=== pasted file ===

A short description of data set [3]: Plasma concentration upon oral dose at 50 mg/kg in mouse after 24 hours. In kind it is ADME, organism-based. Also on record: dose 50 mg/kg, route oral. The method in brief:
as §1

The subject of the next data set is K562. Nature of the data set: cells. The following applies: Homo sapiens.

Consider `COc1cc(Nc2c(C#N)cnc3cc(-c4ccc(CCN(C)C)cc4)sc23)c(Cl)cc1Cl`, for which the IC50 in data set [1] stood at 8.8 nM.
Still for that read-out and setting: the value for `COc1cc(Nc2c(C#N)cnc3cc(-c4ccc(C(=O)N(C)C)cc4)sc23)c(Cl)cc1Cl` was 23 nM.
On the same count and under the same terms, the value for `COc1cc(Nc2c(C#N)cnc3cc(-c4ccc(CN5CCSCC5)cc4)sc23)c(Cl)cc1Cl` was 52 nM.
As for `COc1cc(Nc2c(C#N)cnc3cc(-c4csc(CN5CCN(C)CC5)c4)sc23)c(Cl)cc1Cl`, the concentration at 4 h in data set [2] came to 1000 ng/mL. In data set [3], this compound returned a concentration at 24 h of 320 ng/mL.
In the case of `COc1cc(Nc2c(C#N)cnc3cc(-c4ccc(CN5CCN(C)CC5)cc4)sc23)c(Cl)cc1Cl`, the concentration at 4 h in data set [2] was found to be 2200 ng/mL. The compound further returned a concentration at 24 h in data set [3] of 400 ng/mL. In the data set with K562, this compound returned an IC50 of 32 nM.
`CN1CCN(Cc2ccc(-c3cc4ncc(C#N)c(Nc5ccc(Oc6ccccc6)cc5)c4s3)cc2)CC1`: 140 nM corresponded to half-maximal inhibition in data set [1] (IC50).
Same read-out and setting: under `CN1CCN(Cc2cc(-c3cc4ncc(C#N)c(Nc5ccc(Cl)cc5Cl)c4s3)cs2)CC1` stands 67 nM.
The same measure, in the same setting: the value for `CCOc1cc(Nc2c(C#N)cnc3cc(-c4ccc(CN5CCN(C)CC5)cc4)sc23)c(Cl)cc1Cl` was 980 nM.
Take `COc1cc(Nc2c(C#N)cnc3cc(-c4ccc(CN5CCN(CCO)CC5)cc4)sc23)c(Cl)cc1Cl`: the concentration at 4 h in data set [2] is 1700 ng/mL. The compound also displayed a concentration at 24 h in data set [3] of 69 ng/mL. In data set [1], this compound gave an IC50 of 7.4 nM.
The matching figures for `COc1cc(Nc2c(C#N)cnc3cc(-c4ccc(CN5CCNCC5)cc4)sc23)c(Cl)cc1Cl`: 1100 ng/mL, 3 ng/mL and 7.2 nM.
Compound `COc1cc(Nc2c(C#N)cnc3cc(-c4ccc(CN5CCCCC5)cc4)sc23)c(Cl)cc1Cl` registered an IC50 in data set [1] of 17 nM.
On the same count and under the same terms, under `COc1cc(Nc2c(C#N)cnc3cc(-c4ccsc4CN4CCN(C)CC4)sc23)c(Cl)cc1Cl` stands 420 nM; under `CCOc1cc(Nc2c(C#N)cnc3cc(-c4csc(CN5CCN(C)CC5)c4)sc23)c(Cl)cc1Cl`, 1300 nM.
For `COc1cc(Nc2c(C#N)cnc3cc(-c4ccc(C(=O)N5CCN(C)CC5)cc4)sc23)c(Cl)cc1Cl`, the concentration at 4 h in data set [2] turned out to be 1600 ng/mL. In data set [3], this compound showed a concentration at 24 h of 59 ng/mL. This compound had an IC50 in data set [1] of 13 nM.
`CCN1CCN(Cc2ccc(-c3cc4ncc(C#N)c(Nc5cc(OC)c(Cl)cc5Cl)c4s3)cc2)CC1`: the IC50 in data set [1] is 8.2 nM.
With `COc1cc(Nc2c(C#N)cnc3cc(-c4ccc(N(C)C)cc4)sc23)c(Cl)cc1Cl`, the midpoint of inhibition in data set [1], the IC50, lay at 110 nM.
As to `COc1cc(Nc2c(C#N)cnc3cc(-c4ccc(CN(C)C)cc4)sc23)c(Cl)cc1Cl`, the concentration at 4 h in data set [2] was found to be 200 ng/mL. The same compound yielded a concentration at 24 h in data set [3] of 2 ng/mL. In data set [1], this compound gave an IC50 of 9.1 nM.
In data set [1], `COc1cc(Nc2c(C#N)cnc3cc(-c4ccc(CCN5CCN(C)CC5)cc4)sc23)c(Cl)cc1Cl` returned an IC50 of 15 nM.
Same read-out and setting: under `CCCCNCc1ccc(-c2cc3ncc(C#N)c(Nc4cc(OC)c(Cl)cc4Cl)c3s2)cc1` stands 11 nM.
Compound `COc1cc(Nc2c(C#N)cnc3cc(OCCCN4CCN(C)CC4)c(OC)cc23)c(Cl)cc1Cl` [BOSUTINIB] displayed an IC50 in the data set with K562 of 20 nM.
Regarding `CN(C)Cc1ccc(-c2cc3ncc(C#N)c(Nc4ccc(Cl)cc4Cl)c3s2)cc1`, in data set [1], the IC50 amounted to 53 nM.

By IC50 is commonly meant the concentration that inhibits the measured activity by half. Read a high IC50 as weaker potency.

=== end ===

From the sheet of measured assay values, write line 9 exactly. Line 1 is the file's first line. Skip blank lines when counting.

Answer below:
`CN1CCN(Cc2ccc(-c3cc4ncc(C#N)c(Nc5ccc(Oc6ccccc6)cc5)c4s3)cc2)CC1`: 140 nM corresponded to half-maximal inhibition in data set [1] (IC50).